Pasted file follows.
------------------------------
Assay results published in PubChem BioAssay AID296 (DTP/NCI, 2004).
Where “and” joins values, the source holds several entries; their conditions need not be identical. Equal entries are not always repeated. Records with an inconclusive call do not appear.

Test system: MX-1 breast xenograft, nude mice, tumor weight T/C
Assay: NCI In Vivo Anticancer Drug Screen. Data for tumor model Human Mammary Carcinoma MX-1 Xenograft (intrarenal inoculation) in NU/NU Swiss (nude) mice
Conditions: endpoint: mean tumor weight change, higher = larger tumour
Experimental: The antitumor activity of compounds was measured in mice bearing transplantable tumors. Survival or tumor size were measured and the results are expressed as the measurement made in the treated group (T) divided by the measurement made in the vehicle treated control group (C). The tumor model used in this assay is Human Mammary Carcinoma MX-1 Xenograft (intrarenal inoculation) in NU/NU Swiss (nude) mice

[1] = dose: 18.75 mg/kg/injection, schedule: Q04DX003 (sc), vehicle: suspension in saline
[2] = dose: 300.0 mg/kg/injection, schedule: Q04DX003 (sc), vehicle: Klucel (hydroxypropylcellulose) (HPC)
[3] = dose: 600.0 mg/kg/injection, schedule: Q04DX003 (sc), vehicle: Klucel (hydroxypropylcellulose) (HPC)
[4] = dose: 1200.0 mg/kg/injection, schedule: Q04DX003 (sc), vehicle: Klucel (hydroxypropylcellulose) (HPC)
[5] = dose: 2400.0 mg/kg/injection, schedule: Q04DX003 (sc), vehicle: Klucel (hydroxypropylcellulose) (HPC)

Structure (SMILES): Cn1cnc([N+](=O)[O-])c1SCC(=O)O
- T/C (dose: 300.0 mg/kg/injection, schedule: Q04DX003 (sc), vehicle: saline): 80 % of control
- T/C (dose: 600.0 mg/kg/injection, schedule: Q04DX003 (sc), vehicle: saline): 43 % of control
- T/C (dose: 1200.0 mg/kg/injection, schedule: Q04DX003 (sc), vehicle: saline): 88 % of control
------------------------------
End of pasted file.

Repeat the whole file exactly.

Assay results published in PubChem BioAssay AID296 (DTP/NCI, 2004).
Where “and” joins values, the source holds several entries; their conditions need not be identical. Equal entries are not always repeated. Records with an inconclusive call do not appear.

Test system: MX-1 breast xenograft, nude mice, tumor weight T/C
Assay: NCI In Vivo Anticancer Drug Screen. Data for tumor model Human Mammary Carcinoma MX-1 Xenograft (intrarenal inoculation) in NU/NU Swiss (nude) mice
Conditions: endpoint: mean tumor weight change, higher = larger tumour
Experimental: The antitumor activity of compounds was measured in mice bearing transplantable tumors. Survival or tumor size were measured and the results are expressed as the measurement made in the treated group (T) divided by the measurement made in the vehicle treated control group (C). The tumor model used in this assay is Human Mammary Carcinoma MX-1 Xenograft (intrarenal inoculation) in NU/NU Swiss (nude) mice

[1] = dose: 18.75 mg/kg/injection, schedule: Q04DX003 (sc), vehicle: suspension in saline
[2] = dose: 300.0 mg/kg/injection, schedule: Q04DX003 (sc), vehicle: Klucel (hydroxypropylcellulose) (HPC)
[3] = dose: 600.0 mg/kg/injection, schedule: Q04DX003 (sc), vehicle: Klucel (hydroxypropylcellulose) (HPC)
[4] = dose: 1200.0 mg/kg/injection, schedule: Q04DX003 (sc), vehicle: Klucel (hydroxypropylcellulose) (HPC)
[5] = dose: 2400.0 mg/kg/injection, schedule: Q04DX003 (sc), vehicle: Klucel (hydroxypropylcellulose) (HPC)

Structure (SMILES): Cn1cnc([N+](=O)[O-])c1SCC(=O)O
- T/C (dose: 300.0 mg/kg/injection, schedule: Q04DX003 (sc), vehicle: saline): 80 % of control
- T/C (dose: 600.0 mg/kg/injection, schedule: Q04DX003 (sc), vehicle: saline): 43 % of control
- T/C (dose: 1200.0 mg/kg/injection, schedule: Q04DX003 (sc), vehicle: saline): 88 % of control